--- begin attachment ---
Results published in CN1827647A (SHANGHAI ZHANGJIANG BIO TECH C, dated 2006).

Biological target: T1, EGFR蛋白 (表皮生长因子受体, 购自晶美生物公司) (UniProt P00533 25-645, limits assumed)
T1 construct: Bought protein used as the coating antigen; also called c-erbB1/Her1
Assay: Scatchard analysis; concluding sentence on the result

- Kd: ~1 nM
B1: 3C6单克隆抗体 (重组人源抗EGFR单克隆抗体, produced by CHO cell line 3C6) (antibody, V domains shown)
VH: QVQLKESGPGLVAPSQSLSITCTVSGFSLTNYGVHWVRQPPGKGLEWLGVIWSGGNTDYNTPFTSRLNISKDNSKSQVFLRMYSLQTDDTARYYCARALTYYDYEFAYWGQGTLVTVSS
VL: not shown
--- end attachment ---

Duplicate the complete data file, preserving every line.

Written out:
Results published in CN1827647A (SHANGHAI ZHANGJIANG BIO TECH C, dated 2006).

Biological target: T1, EGFR蛋白 (表皮生长因子受体, 购自晶美生物公司) (UniProt P00533 25-645, limits assumed)
T1 construct: Bought protein used as the coating antigen; also called c-erbB1/Her1
Assay: Scatchard analysis; concluding sentence on the result

- Kd: ~1 nM
B1: 3C6单克隆抗体 (重组人源抗EGFR单克隆抗体, produced by CHO cell line 3C6) (antibody, V domains shown)
VH: QVQLKESGPGLVAPSQSLSITCTVSGFSLTNYGVHWVRQPPGKGLEWLGVIWSGGNTDYNTPFTSRLNISKDNSKSQVFLRMYSLQTDDTARYYCARALTYYDYEFAYWGQGTLVTVSS
VL: not shown